Word is already circulating that Star Wars Episode III will post the highest grossing first day totals in the history of cinema, which is kind-of bizarre, when you think about it, since Sith is one of only a handfull of movies in which the conclusion was known by the audience for years before it was even made.
Yet, even though I, along with the tens of thousands of other moviegoers, knew how the third installment in Lucas’ trilogy was going to end, it packed a walloping surprise for me.
Perhaps I am the only person who had this expectation, but I had always thought that Yoda and company on the Jedi counsel – always good and wise – would caution Anakin against fear and anger, that he would refuse to listen to them, and that he would pretty much make a unilateral decision to go for the power and perks that come with the dark side.
But Episode III painted a much more sophisticated, and – I must say – disturbing picture. I’ve said this before, but I see Sith as not only a movie about the fall of Anakin and the slow erosion of democracy – it is also a tale of the moral demise of the Jedi order itself. And, because of its subtleties, it is the latter element of the story that will require a considerable amount of un-packing on my part for some time.
Here, in short, are a few of my observations relating to the moral demise of the Jedi:
Observation #1. Anakin Skywalker: From Chosen One to Unwanted Stepchild. In Anakin, Qui Gon had discovered this wonderful gift from the Force. He was innocent, loving, and giving. He was ready to learn, and use his powers for good. But no one else seemed particularly interested in him, and – after Qui Gon’s untimely demise – he was assigned to be trained by Kenobi, who was then a capable, but inexperienced Jedi. From the beginning, the Counsel’s message was clear: “We don’t really care for you, Anakin, but we’ll let you hang around since Qui Gon’s dying wish was for him to be trained.” They should have either taken Anakin’s training seriously or said “no” to the whole thing. I get the impression that, over the years, as Anakin stuck out his neck again and again for his friends, and he was lucky if he got a pat on the back by anyone. Anyone, that is, except…
Observation #2. Obi Wan and Padme: Enablers Extraordinaire. Is there any doubt that Obi Wan knew dern well about Anakin’s relationship with Padme from the outset? He must have spent years, literally, looking the other way as Anakin broke the Jedi code, vainly searching for the acceptance in Padme that his Jedi peers refused to give him. Padme, in the meantime, frankly, should have flatly laid it on the line for Anakin: its me or the order. Instead, she apparently spent endless years waiting around in her apartment for Anakin to show up for midnight snuggles. (And, by the way, lets not kid ourselves here. I’m grateful – for the sake of smaller children who tend to ask questions – that Lucas arranged to have the two married at the end of Episode II, but I think we all know that – by marrying, he is breaking the Jedi code – and that his actions are, consequently, the equivalent of adultery).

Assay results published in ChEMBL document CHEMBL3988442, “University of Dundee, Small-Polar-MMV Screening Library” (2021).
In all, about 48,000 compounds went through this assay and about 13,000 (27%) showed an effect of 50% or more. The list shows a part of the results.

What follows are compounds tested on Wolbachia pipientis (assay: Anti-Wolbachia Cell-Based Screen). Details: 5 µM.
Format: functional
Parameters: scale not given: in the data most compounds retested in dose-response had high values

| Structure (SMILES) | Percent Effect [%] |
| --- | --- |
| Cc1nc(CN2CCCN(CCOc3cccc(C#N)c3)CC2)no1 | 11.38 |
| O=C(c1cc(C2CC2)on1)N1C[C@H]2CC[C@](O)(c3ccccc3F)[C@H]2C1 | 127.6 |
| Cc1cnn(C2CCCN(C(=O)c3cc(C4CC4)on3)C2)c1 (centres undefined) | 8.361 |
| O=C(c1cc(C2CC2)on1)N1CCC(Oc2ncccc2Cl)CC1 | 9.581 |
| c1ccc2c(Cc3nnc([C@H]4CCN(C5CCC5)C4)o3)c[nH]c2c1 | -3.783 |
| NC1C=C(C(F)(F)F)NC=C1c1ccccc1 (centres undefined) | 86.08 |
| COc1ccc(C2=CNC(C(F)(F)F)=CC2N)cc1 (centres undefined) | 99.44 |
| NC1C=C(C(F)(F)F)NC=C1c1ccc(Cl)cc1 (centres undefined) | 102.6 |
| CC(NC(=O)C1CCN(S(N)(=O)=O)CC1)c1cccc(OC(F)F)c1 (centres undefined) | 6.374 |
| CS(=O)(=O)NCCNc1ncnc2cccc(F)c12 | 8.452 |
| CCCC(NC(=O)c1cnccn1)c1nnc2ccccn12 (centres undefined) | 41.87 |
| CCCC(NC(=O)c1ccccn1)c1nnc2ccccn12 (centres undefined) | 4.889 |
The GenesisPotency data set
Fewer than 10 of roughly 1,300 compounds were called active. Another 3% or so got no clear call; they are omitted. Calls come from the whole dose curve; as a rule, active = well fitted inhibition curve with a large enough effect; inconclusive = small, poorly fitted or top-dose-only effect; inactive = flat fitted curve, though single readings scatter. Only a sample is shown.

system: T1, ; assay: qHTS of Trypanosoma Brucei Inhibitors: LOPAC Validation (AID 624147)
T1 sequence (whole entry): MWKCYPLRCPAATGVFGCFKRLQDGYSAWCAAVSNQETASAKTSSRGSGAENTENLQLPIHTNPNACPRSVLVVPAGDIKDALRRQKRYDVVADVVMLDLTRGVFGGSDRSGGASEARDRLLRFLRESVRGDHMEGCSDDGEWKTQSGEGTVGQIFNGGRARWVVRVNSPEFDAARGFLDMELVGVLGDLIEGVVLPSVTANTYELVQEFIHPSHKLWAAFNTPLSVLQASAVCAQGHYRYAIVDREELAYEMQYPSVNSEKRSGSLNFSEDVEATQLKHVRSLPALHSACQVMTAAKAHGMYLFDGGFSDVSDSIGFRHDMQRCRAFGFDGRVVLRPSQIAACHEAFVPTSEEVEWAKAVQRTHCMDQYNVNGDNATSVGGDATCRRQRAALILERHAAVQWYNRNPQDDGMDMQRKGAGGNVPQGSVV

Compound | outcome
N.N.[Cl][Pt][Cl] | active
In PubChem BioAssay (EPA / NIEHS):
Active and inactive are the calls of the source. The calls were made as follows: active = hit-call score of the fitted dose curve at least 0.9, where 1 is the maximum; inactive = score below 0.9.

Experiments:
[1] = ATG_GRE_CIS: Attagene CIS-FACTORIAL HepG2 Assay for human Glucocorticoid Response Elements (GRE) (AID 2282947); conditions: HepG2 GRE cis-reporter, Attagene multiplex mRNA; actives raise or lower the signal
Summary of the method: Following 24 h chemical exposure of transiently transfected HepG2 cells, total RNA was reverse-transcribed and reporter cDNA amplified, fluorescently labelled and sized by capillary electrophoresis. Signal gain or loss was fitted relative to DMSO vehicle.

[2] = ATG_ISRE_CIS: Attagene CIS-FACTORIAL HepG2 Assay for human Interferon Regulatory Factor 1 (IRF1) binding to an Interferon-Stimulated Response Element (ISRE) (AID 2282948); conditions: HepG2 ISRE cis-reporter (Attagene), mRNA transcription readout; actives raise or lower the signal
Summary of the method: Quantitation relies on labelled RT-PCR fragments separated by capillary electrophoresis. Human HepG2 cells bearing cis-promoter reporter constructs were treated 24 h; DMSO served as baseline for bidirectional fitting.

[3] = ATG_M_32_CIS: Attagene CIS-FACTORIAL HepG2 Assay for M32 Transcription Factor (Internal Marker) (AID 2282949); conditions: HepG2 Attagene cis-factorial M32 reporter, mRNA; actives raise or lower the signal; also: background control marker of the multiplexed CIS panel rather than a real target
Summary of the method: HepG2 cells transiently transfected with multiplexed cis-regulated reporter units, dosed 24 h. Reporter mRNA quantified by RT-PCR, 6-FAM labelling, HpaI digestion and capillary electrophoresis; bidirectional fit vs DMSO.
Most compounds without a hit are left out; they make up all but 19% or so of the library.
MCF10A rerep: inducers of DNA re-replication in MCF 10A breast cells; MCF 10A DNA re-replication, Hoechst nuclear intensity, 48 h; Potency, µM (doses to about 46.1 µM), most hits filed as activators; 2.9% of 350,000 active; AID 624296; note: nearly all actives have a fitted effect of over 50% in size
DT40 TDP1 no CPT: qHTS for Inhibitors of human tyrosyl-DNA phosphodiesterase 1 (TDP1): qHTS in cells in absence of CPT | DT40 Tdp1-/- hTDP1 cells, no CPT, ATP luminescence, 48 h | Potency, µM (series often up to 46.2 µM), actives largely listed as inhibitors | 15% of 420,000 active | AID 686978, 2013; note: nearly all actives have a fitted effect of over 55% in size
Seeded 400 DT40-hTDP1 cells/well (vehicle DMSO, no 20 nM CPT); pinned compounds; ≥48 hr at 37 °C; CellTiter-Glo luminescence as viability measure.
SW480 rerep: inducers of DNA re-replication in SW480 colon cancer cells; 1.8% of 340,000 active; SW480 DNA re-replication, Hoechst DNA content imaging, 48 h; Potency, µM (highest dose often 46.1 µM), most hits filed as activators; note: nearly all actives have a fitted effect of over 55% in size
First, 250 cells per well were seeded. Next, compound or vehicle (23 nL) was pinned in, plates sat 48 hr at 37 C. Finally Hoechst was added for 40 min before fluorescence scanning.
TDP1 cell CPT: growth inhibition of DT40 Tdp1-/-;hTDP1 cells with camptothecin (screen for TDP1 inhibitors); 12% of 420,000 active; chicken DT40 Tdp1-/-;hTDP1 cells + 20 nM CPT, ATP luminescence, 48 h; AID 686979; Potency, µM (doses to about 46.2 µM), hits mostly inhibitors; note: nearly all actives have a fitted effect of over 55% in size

Observation #3. The Counsel: As Political as Palpatine. In order to maintain their standing with the Republic, the Jedi counsel chose to fight – and continue to fight – a war in which it was increasingly apparent that they were on the wrong side. As Palpatine manuvered his way into more and more power, they continued to blindly fight a war in which the good guys, if any, were increasingly difficult to identify. Then, when they decided they didn’t like the situation with Palpatine, they took matters into their own hands – asked Anakin, their favorite stepchild, to become an off-the-record spy – and ultimately plotted a political coup.
Palpatine, frankly, doesn’t have to tell a lot of lies to Anakin. By the time Mace Windu is goaded into the decision to execute Palpatine, the order’s hypocricy has become apparent. Don’t get me wrong – Anakin made a horrible decision. He made the worst of all possible choices in that situation, but Windu and friends made it a much easier option to consider.
Observation #4. What is Missing Here: Self Denial. Think about it. In Episodes IV-VI, the path to the return to the light side has nothing to do with the quest for power. Indeed, it only becomes clear in the various characters’ acts of self-denial. Yoda chooses to flee the Emperor and again become a learner, seeking out the spirit of Qui Gon. To secure the escape of Anakin’s children from the Death Star, Obi Wan gives his life. Han Solo, on multiple occasions, puts his neck on the line for Luke. Luke offers his own life up for what everyone else believes is a slim chance that Anakin will turn back to the light. When Luke is tempted to turn to the dark side by destroying Vader, he casts aside his lightsaber, inviting his own death at the hands of Palpatine. And then, in his ultimate act of redemption, Anakin takes on the death-strike that is meant for Luke.
What would have happened if Qui Gon had lived to train Anakin in a more thoughtful way? If Qui Gon had been his advocate in the counsel? If the Jedi had refused – at some point – to continue to fight the Senate’s war? If they had simply left Courscant in protest to the political changes there, following a more peaceful, and independent, path that seemed to them to be right? If Obi Wan had not looked the other way while Anakin attached himself to Padme?
So many turning points, and so many bad decisions along the way by so many people.
Maybe I’m looking too hard here. Maybe I’m being too influenced by my own views of what has happened to the modern Church. I certainly want to draw those parallels. But this theme of the moral demise of the Jedi – thought slightly more subtle – seems difficult to ignore.
What do you think?